Proceedings Magazine - June 2005 Vol. 131/6/1,228

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Cover Story

This issue of Proceedings celebrates two remarkable Marines: Peter Pace and Frederick Branch. General Pace concluded a long, difficult journey begun by others in April when President Bush...



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  • Editor's Page
    By Robert Timberg

    This issue of Proceedings celebrates two remarkable Marines: Peter Pace and Frederick Branch. General Pace concluded a long, difficult journey begun by others in April when President Bush nominated him to be the first Marine chairman of...

  • Comment and Discussion

    "The Academies Can Do Better"

    (See B. Fleming, p. 88 February 2005; K. Inman, pp.12-16; B. Latta, pp. 16-18, March; R. Thomas, pp. 19-20, April; D. Forbes, pp. 12-14, May 2005 Proceedings)

  • World Naval Developments: A Solution for the European Union's Monetary Woes?
    By Norman Friedman, Author, The Naval Institute Guide to World Naval Weapon Systems

    The governments of the European Union are trying to break an embargo on arms sales to China, imposed in 1989 after the Tiananmen Square Massacre. The U.S. and Japanese governments are resisting, but it seems that the embargo will be gone soon....

  • General Peter Pace: Walking Point
    By Brigadier General Edwin H. Simmons, USMC (Ret.) and Major General Thomas L. Wilkerson, USMC (Ret.)

    Two general officers look at the circumstances and the man that combined to produce the Marine Corps' first JCS chairman.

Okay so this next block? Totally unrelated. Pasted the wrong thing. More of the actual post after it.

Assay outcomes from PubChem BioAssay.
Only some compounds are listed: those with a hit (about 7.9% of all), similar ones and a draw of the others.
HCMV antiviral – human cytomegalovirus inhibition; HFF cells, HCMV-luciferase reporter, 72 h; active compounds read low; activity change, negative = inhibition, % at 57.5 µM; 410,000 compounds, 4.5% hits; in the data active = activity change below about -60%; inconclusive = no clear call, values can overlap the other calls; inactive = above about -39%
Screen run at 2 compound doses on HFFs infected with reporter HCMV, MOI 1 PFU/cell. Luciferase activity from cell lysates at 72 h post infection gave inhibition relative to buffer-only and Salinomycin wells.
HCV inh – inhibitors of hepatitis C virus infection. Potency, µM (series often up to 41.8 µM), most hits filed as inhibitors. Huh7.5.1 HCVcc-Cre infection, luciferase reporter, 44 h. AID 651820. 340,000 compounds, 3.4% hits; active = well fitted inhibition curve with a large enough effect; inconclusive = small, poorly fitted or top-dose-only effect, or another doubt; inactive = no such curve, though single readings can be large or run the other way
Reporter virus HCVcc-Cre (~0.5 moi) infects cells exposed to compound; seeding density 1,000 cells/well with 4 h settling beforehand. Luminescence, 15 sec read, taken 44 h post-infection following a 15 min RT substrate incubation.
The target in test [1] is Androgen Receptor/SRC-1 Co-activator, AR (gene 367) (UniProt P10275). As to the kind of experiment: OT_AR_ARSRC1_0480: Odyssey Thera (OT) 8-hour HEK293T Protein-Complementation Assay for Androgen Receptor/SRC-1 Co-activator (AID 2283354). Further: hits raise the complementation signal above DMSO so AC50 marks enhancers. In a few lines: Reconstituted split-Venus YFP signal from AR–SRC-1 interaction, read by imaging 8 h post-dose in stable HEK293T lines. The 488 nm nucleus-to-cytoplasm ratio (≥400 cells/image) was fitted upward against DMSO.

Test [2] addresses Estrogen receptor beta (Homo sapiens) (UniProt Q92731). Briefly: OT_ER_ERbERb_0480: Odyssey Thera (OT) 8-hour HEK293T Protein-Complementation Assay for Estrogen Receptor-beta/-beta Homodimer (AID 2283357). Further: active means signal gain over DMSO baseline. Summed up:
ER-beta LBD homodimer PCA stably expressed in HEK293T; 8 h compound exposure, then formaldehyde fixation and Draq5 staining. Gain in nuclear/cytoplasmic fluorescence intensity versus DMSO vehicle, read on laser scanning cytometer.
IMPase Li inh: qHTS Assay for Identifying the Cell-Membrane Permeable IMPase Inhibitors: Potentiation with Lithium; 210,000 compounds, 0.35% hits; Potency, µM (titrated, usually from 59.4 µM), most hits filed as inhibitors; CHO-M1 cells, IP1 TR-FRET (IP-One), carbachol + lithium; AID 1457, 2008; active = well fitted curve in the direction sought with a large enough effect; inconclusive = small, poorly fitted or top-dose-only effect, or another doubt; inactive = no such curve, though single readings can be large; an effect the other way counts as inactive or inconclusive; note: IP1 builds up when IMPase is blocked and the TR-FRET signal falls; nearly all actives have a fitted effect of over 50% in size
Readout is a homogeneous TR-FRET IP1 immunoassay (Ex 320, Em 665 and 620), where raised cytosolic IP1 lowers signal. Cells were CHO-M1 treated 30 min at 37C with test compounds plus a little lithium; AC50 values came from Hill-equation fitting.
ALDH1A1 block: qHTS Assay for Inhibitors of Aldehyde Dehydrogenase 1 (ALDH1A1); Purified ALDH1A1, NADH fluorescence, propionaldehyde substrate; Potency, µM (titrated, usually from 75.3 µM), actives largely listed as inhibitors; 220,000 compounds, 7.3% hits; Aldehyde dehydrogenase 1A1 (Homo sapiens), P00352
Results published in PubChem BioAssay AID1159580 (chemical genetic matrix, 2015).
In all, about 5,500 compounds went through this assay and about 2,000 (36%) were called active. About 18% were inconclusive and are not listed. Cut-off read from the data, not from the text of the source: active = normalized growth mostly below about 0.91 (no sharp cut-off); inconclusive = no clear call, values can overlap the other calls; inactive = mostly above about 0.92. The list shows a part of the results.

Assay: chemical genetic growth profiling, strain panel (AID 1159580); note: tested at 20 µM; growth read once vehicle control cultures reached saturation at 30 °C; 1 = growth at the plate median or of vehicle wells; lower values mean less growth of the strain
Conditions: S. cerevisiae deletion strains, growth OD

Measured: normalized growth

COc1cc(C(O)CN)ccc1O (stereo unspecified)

• Save the Submarine Shipyards
    By Captain James H. Patton, Jr., USN (Ret.)

    Keeping a defense industry going in a democracy has never been easy—but it has always been important. Without two submarine builders, the United States could find itself in a lot of trouble.

  • Branching Out
    By David J. Danelo

    It took 170 years for the Marine Corps and Frederick and Peggy Branch to reach this moment. In the entire history of the Corps, no African-American had been commissioned until she pinned on his second lieutenant's bars...

  • Behind the Curve in Culture-Centric Skills
    By Lieutenant Commander Steven C. Boraz, USN

    The Navy must re-invigorate its FAO program to better deal with future threats.

  • All the Sisters and All the Brothers . . .
    By Erin Solaro

    Sergeant Danielle Dolph, Specialist Carol Russell, and Specialist Jessica Schramm, assigned to a Military Police unit, augmented the infantry in Afghanistan—particularly when it came to dealing with Afghan women....

  • What Are We—Chopped Liver?
    By Senior Chief Petty Officer Steven E. Haugh, USN

    Recognizing the contributions our sailors have made in defense of freedom is vital to the success of our efforts to recruit, train, and retain the finest Americans for our Navy. However, the latest announcement and authorization for issuance of...

  • U-Boat!
    By Charles A. Thibo

    A look below the hatches of Germany's state of the art submarine U 31.